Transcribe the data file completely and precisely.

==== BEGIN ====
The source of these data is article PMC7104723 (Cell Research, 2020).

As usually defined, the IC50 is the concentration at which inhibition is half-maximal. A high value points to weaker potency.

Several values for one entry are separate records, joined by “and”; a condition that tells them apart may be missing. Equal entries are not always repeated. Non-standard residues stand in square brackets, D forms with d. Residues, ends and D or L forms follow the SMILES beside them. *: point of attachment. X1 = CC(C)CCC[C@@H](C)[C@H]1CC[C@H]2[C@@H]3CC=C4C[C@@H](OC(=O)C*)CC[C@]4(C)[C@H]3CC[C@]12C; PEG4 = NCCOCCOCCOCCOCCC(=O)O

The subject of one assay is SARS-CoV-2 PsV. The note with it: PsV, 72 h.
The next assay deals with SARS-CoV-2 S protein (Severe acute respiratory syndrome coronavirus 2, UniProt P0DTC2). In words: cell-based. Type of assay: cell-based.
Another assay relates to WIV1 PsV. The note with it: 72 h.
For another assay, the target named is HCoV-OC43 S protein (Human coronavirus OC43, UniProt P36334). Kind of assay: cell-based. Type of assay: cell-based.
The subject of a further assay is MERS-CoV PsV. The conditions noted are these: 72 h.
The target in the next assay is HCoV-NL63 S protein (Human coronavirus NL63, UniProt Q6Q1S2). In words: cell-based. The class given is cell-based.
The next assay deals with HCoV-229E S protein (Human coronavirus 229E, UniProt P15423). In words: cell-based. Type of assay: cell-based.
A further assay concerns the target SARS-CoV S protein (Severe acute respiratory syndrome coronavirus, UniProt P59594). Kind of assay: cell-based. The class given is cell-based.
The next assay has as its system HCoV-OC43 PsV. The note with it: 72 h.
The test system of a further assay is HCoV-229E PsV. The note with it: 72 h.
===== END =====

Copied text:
The source of these data is article PMC7104723 (Cell Research, 2020).

As usually defined, the IC50 is the concentration at which inhibition is half-maximal. A high value points to weaker potency.

Several values for one entry are separate records, joined by “and”; a condition that tells them apart may be missing. Equal entries are not always repeated. Non-standard residues stand in square brackets, D forms with d. Residues, ends and D or L forms follow the SMILES beside them. *: point of attachment. X1 = CC(C)CCC[C@@H](C)[C@H]1CC[C@H]2[C@@H]3CC=C4C[C@@H](OC(=O)C*)CC[C@]4(C)[C@H]3CC[C@]12C; PEG4 = NCCOCCOCCOCCOCCC(=O)O

The subject of one assay is SARS-CoV-2 PsV. The note with it: PsV, 72 h.
The next assay deals with SARS-CoV-2 S protein (Severe acute respiratory syndrome coronavirus 2, UniProt P0DTC2). In words: cell-based. Type of assay: cell-based.
Another assay relates to WIV1 PsV. The note with it: 72 h.
For another assay, the target named is HCoV-OC43 S protein (Human coronavirus OC43, UniProt P36334). Kind of assay: cell-based. Type of assay: cell-based.
The subject of a further assay is MERS-CoV PsV. The conditions noted are these: 72 h.
The target in the next assay is HCoV-NL63 S protein (Human coronavirus NL63, UniProt Q6Q1S2). In words: cell-based. The class given is cell-based.
The next assay deals with HCoV-229E S protein (Human coronavirus 229E, UniProt P15423). In words: cell-based. Type of assay: cell-based.
A further assay concerns the target SARS-CoV S protein (Severe acute respiratory syndrome coronavirus, UniProt P59594). Kind of assay: cell-based. The class given is cell-based.
The next assay has as its system HCoV-OC43 PsV. The note with it: 72 h.
The test system of a further assay is HCoV-229E PsV. The note with it: 72 h.